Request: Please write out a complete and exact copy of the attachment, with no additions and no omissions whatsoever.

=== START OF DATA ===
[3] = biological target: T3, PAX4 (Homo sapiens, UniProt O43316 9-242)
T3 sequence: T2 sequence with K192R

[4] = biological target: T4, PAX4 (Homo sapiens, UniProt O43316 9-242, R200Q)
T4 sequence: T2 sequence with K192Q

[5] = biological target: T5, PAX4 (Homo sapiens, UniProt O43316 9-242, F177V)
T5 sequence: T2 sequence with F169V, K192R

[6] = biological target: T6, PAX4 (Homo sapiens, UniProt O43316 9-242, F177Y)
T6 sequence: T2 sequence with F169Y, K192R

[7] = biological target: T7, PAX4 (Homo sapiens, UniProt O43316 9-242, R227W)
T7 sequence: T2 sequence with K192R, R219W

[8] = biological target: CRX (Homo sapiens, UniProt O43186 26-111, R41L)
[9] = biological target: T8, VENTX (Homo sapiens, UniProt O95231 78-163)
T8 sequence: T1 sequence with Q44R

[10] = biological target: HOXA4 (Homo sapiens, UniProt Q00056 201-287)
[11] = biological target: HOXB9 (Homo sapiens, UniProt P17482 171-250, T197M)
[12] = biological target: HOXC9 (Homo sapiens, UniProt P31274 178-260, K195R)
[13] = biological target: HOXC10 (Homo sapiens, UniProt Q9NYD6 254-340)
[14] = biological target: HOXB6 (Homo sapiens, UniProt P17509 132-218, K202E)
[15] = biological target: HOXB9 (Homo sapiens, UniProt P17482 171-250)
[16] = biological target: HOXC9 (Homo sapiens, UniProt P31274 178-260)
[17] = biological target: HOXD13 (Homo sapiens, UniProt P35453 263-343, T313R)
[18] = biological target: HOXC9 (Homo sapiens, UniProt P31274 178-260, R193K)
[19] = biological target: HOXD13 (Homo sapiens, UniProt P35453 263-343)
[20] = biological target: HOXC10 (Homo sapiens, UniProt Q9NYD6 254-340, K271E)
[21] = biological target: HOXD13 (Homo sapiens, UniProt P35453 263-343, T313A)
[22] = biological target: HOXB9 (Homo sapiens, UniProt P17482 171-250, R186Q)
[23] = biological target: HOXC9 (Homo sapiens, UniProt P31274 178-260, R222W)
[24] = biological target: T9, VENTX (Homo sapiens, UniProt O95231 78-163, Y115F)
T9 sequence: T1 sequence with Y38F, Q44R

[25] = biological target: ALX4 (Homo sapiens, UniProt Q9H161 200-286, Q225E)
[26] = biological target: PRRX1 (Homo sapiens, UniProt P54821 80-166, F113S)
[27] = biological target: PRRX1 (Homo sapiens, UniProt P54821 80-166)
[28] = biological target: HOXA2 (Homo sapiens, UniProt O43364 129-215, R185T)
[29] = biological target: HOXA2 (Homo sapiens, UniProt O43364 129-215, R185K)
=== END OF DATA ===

[3] = biological target: T3, PAX4 (Homo sapiens, UniProt O43316 9-242)
T3 sequence: T2 sequence with K192R

[4] = biological target: T4, PAX4 (Homo sapiens, UniProt O43316 9-242, R200Q)
T4 sequence: T2 sequence with K192Q

[5] = biological target: T5, PAX4 (Homo sapiens, UniProt O43316 9-242, F177V)
T5 sequence: T2 sequence with F169V, K192R

[6] = biological target: T6, PAX4 (Homo sapiens, UniProt O43316 9-242, F177Y)
T6 sequence: T2 sequence with F169Y, K192R

[7] = biological target: T7, PAX4 (Homo sapiens, UniProt O43316 9-242, R227W)
T7 sequence: T2 sequence with K192R, R219W

[8] = biological target: CRX (Homo sapiens, UniProt O43186 26-111, R41L)
[9] = biological target: T8, VENTX (Homo sapiens, UniProt O95231 78-163)
T8 sequence: T1 sequence with Q44R

[10] = biological target: HOXA4 (Homo sapiens, UniProt Q00056 201-287)
[11] = biological target: HOXB9 (Homo sapiens, UniProt P17482 171-250, T197M)
[12] = biological target: HOXC9 (Homo sapiens, UniProt P31274 178-260, K195R)
[13] = biological target: HOXC10 (Homo sapiens, UniProt Q9NYD6 254-340)
[14] = biological target: HOXB6 (Homo sapiens, UniProt P17509 132-218, K202E)
[15] = biological target: HOXB9 (Homo sapiens, UniProt P17482 171-250)
[16] = biological target: HOXC9 (Homo sapiens, UniProt P31274 178-260)
[17] = biological target: HOXD13 (Homo sapiens, UniProt P35453 263-343, T313R)
[18] = biological target: HOXC9 (Homo sapiens, UniProt P31274 178-260, R193K)
[19] = biological target: HOXD13 (Homo sapiens, UniProt P35453 263-343)
[20] = biological target: HOXC10 (Homo sapiens, UniProt Q9NYD6 254-340, K271E)
[21] = biological target: HOXD13 (Homo sapiens, UniProt P35453 263-343, T313A)
[22] = biological target: HOXB9 (Homo sapiens, UniProt P17482 171-250, R186Q)
[23] = biological target: HOXC9 (Homo sapiens, UniProt P31274 178-260, R222W)
[24] = biological target: T9, VENTX (Homo sapiens, UniProt O95231 78-163, Y115F)
T9 sequence: T1 sequence with Y38F, Q44R

[25] = biological target: ALX4 (Homo sapiens, UniProt Q9H161 200-286, Q225E)
[26] = biological target: PRRX1 (Homo sapiens, UniProt P54821 80-166, F113S)
[27] = biological target: PRRX1 (Homo sapiens, UniProt P54821 80-166)
[28] = biological target: HOXA2 (Homo sapiens, UniProt O43364 129-215, R185T)
[29] = biological target: HOXA2 (Homo sapiens, UniProt O43364 129-215, R185K)